JAIC 1997, Volume 36, Number 1, Article 1 (pp. 1 to 16)
JAIC online
Journal of the American Institute for Conservation
JAIC 1997, Volume 36, Number 1, Article 1 (pp. 1 to 16)



ABSTRACT—Claus & Fritz was an Amsterdam-based firm that manufactured and supplied artists' drawing and painting materials from 1841 to 1931. Original sources have been used to document the founding of this company, its patronage by contemporaneous artists, the range of materials it supplied, and the quality controls it applied to its products. Claus & Fritz manufactured a range of its own oil-based paints, supplied in tin tubes. Analysis of the inorganic pigments and binding media of 41 different paints from its 1921 line was carried out in this study. The results of the analysis characterize the range of pigments and mixtures used, including extenders, and the use of additives such as beeswax and resin to the linseed oil binding media of the tube paints.

TITRE—Une étude de l'entreprise amsterdamoise “Claus & Fritz” de matériel de peinture (1841–1931). RÉSUMÉ—De 1841 à 1931, l'entreprise amsterdamoise Claus & Fritz manufactura et fournit des matériaux pour la peinture et les arts graphiques. Des documents d'origine ont permis de retracer la fondation de la compagnie, sa clientèle d'artistes à l'époque, l'éventail des matériaux fournis, et les contrôles de qualité auxquels les produits étaient soumis. L'entreprise Claus & Fritz fabriquait une partie de ses propres peintures à l'huile, qui étaient vendues en tubes de fer. Cette étude présente l'analyse des pigments inorganiques et du liant de 41 différentes peintures de leur ligne de production de 1921. Les résultats décrivent la gamme des pigments et mélanges utilisés dans les peintures en tube, ainsi que les matériaux de charge et les additifs, tels que la cire d'abeille et la résine, employés dans les peinture à l'huile de lin.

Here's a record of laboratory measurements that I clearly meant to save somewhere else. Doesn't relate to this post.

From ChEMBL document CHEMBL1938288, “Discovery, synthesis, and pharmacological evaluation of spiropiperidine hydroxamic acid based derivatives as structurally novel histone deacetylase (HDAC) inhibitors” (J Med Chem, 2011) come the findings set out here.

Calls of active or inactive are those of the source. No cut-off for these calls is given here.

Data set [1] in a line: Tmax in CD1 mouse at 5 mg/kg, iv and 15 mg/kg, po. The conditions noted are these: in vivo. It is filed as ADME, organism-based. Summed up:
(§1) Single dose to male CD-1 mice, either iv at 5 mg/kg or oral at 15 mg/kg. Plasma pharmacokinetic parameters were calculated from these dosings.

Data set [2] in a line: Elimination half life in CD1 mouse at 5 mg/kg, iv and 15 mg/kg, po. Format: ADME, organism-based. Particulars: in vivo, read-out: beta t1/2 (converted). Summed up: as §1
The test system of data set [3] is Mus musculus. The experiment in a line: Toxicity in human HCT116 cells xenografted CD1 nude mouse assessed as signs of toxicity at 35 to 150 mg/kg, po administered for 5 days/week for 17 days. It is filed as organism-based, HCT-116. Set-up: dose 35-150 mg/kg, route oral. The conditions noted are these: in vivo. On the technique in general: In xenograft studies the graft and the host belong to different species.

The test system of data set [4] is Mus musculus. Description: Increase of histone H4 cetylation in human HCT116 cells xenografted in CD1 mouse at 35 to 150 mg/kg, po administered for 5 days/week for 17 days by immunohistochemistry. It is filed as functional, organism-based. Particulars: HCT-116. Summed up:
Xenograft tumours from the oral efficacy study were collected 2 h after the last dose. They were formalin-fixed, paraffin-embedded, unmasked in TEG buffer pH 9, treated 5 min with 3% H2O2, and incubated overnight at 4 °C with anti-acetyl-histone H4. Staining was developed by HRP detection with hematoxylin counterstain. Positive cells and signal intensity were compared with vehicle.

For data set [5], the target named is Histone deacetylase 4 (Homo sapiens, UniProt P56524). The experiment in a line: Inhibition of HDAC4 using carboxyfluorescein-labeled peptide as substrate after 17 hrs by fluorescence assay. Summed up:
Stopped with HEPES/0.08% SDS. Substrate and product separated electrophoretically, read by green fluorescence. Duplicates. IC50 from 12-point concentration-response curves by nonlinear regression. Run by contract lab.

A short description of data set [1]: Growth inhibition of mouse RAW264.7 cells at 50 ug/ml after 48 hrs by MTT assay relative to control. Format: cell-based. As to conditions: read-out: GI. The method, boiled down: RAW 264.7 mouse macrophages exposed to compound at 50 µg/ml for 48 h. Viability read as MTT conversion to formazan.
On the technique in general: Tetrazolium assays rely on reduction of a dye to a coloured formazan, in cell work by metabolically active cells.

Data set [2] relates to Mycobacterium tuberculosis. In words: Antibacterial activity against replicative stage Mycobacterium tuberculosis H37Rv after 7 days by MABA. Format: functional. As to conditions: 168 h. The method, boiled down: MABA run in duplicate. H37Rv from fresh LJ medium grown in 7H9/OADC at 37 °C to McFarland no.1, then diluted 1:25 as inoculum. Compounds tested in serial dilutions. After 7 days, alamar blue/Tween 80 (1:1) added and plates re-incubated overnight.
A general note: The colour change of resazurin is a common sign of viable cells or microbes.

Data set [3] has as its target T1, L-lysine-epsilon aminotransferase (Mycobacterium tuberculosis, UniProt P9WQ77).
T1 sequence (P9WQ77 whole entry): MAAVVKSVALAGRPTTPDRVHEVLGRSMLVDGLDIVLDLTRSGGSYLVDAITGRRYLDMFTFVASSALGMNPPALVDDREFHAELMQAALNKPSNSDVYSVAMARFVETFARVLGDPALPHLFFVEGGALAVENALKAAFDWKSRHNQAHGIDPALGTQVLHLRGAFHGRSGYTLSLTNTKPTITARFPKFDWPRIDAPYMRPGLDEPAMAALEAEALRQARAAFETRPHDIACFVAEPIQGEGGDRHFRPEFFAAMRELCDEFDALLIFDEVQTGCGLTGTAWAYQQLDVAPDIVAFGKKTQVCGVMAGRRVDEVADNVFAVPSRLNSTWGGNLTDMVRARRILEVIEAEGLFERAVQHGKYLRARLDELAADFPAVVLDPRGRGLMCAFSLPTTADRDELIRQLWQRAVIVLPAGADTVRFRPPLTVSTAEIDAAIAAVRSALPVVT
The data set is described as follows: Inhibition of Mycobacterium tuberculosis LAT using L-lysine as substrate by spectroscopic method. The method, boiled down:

TITULO—“Con pintura de Claus & Fritz”: Estudio de una firma productora de materiales de pintura en Amsterdam (1841–1931). RESUMEN—Claus & Fritz fue una firma de Amsterdam que produjo y fue el distribuidor de materiales para dibujo y pintura para artistas, desde 1841 hasta 1931. Se utilizó documentación original para investigar la fundación de la compañia, los artistas contemporáneos que constituyeron la clientela, el rango de materiales que vendía y los controles de calidad con los cuales fabricaba sus productos. Claus & Fritz producía una linea de pinturas al óleo que distribuia en tubos de estaño. El trabajo que se presenta contiene los análisis de los pigmentos inorgánicos, los aglutinantes de 41 pinturas diferentes de su linea del año 1921. Los resultados identifican el rango de pigmentos y mezclas, incluyendo materiales de carga, y el uso de aditivos tales como cera de abejas, resina y aceite de linaza utilizados como aglutinantes en los tubo de pintura.